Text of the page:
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Phys Med Biol. 2009 Jun 7;54(11):3341-63. doi: 10.1088/0031-9155/54/11/005. Epub 2009 May 8.

The electromagnetic response of human skin in the millimetre and submillimetre wave range.

Author information

1
Department of Applied Physics, The Hebrew University of Jerusalem, Givat Ram, 91904, Jerusalem, Israel. yurif@vms.huji.ac.il

Abstract

Recent studies of the minute morphology of the skin by optical coherence tomography revealed that the sweat ducts in human skin are helically shaped tubes, filled with a conductive aqueous solution. This, together with the fact that the dielectric permittivity of the dermis is higher than that of the epidermis, brings forward the supposition that as electromagnetic entities, the sweat ducts could be regarded as low Q helical antennas. The implications of this statement were further investigated by electromagnetic simulation and experiment of the in vivo reflectivity of the skin of subjects under varying physiological conditions (Feldman et al 2008 Phys. Rev. Lett. 100 128102). The simulation and experimental results are in a good agreement and both demonstrate that sweat ducts in the skin could indeed behave as low Q antennas. Thus, the skin spectral response in the sub-Terahertz region is governed by the level of activity of the perspiration system and shows the minimum of reflectivity at some frequencies in the frequency band of 75-110 GHz. It is also correlated to physiological stress as manifested by the pulse rate and the systolic blood pressure. As such, it has the potential to become the underlying principle for remote sensing of the physiological parameters and the mental state of the examined subject.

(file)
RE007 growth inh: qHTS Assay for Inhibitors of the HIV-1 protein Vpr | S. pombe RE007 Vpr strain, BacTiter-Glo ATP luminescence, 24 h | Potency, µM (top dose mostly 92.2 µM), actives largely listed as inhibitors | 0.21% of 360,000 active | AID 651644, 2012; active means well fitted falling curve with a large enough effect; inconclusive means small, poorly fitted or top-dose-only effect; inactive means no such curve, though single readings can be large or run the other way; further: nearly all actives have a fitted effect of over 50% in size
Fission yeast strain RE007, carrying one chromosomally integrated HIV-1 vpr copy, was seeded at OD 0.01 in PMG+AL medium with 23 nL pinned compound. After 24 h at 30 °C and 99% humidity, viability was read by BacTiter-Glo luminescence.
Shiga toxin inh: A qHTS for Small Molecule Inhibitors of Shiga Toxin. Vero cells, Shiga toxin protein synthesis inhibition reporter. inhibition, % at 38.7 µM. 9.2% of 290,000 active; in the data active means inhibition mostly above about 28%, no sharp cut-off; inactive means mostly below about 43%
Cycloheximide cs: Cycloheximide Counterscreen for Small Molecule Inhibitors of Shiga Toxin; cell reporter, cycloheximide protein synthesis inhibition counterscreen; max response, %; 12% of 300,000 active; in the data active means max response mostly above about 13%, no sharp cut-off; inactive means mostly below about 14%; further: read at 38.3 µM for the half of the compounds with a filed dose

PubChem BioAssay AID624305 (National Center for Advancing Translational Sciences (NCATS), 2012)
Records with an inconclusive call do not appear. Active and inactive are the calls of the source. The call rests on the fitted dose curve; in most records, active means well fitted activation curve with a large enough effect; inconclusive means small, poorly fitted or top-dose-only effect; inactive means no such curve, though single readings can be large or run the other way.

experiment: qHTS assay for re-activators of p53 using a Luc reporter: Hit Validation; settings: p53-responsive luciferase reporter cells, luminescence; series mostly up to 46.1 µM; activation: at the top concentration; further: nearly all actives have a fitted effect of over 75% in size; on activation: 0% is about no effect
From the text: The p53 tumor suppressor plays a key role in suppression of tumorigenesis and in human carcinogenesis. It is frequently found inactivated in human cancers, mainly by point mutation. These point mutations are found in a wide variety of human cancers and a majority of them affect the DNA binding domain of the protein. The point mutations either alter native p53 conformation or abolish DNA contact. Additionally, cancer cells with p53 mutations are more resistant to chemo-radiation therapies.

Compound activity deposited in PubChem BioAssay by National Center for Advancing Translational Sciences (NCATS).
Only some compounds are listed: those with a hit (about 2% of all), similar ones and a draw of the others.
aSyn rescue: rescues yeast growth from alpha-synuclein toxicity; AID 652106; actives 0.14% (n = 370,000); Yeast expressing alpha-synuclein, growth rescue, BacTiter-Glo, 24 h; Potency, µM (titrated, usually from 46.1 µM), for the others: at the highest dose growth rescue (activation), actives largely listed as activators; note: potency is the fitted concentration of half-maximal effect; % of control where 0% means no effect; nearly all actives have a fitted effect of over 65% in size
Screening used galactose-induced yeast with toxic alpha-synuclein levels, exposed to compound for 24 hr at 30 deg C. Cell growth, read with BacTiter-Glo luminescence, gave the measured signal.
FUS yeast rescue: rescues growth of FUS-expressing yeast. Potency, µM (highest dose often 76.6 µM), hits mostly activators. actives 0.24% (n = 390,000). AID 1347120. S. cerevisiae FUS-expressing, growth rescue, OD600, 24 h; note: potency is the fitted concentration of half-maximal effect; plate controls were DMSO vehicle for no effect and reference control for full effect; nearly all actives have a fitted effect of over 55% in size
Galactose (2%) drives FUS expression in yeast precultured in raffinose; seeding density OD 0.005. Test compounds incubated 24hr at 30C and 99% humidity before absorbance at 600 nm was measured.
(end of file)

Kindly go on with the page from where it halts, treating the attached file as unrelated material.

PMID:
19430110
DOI:
10.1088/0031-9155/54/11/005
[Indexed for MEDLINE]

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